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Dermatitis from plastic tote boxes impregnated with an antistatic agent.

Bennett DE; Mathias CG; Susten AS; Fannick NL; Smith AB
J Occup Med 1988 Mar; 30(3):252-255
An outbreak of dermatitis among employees exposed to plastic tote boxes impregnated with the antistatic agent bis-hydroxyethyl-tallow- amine (BHETA) was described. Dermatitis of the hands or arms was reported by 14 of 29 employees of the incoming inspection department of a microelectronics firm in 1985; newly purchased plastic tote boxes had been used in the department. Occasional corrosion of electrical components stored in the new plastic tote boxes had been observed. An oily film was detected on the surfaces of the new boxes; mass spectrometry and infrared spectroscope analysis of the film showed it to be BHETA. At the time of the investigation, two subjects still had a residual papular and follicular dermatitis, and one subject had resolving eczematous patches. Toxicological evaluation of BHETA by application of various concentrations of technical grade BHETA to the forearms of six volunteers established that the compound provoked both follicular and nonfollicular irritant dermatitis, and was also a potential skin sensitizer. The authors conclude that antistatic agents are strong skin irritants; they should be considered as possible causal agents of dermatitis among employees who handle plastic boxes impregnated with them, particularly when an oily film is noticed.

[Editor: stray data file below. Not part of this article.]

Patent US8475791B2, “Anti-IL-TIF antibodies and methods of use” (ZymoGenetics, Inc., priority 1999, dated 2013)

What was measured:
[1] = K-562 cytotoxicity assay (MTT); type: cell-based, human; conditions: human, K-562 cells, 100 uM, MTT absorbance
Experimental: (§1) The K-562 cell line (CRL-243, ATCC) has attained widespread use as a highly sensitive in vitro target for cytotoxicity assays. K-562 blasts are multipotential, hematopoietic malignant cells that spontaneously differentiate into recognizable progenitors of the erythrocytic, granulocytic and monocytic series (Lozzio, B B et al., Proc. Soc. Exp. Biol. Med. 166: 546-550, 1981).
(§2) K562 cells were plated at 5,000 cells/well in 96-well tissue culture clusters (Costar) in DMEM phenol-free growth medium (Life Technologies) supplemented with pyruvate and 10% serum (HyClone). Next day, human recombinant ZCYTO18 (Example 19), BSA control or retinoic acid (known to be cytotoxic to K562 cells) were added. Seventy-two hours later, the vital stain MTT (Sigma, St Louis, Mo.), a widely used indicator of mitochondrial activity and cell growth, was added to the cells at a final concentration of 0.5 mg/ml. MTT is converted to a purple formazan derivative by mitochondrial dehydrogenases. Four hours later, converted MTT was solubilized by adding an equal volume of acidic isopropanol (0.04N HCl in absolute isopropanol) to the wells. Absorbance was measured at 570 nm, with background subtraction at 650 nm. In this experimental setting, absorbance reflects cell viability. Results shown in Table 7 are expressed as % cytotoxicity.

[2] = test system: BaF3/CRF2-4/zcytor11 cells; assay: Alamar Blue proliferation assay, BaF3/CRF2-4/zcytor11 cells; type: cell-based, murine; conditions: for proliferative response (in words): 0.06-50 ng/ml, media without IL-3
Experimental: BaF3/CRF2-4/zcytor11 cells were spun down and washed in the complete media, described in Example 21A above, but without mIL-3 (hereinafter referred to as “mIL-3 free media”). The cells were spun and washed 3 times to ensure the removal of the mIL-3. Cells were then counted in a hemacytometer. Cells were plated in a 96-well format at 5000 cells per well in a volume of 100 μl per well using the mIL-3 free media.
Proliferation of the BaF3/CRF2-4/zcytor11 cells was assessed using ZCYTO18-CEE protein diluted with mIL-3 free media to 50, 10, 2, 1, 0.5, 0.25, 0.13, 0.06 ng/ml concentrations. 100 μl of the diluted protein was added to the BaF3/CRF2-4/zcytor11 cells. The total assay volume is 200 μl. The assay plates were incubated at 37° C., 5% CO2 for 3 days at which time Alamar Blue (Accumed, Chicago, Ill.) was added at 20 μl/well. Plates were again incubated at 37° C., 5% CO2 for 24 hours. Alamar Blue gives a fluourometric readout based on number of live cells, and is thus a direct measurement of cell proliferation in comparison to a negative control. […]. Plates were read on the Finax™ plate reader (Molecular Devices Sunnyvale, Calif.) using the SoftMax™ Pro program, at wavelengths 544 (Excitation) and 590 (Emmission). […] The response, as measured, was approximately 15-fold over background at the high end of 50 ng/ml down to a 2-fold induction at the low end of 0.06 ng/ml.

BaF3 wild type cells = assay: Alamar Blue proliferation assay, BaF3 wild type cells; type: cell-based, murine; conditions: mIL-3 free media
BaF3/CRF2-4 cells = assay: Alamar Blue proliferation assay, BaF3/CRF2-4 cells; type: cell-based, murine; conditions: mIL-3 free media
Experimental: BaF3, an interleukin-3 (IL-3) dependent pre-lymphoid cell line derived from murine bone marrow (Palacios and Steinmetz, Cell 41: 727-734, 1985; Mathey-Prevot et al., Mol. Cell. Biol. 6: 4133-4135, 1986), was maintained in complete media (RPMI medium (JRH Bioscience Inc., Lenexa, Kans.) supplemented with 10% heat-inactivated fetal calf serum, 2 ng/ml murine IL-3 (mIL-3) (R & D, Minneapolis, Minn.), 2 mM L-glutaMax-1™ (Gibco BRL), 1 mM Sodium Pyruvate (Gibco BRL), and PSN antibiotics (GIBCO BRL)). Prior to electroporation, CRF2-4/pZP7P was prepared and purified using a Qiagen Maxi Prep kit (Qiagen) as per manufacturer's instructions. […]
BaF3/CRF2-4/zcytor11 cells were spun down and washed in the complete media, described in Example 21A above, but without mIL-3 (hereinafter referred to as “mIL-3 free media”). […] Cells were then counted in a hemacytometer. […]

JOCMA7; NIOSH-Author; Amines; Contact-allergies; Epidemiology; Occupational-exposure; Contact-dermatitis; Electronics-industry; Materials-handling; Plastics
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Journal Article
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Journal of Occupational Medicine
Page last reviewed: September 2, 2020
Content source: National Institute for Occupational Safety and Health Education and Information Division